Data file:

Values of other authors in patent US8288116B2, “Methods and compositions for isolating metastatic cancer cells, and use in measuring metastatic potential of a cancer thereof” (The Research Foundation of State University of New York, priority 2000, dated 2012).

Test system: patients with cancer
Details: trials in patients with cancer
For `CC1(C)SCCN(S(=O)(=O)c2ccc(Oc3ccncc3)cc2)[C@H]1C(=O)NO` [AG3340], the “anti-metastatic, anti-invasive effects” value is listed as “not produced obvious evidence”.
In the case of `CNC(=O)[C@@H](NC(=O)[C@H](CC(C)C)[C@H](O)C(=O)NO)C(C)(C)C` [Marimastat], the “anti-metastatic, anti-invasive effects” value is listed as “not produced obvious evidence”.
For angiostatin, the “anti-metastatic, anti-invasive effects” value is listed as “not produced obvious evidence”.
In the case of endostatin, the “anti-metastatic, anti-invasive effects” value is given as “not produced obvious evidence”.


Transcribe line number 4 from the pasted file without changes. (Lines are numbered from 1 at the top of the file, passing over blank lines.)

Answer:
For `CC1(C)SCCN(S(=O)(=O)c2ccc(Oc3ccncc3)cc2)[C@H]1C(=O)NO` [AG3340], the “anti-metastatic, anti-invasive effects” value is listed as “not produced obvious evidence”.